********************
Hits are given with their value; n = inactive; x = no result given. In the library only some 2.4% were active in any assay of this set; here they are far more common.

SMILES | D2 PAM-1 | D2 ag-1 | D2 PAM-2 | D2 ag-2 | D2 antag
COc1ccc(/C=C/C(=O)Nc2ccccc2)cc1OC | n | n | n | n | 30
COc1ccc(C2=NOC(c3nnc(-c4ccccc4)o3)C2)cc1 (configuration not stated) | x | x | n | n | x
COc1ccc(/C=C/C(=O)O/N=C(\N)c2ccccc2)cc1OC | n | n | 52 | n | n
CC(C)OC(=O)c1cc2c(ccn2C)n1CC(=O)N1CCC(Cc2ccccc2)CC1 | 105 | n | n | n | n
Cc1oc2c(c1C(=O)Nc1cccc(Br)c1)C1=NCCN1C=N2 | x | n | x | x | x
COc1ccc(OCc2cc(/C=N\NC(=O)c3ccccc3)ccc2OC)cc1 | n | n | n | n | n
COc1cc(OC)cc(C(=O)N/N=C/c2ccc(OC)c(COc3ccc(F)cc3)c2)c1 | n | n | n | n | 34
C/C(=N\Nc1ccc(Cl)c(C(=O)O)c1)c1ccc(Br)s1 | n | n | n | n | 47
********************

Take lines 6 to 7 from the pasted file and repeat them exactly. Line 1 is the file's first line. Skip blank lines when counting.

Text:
CC(C)OC(=O)c1cc2c(ccn2C)n1CC(=O)N1CCC(Cc2ccccc2)CC1 | 105 | n | n | n | n
Cc1oc2c(c1C(=O)Nc1cccc(Br)c1)C1=NCCN1C=N2 | x | n | x | x | x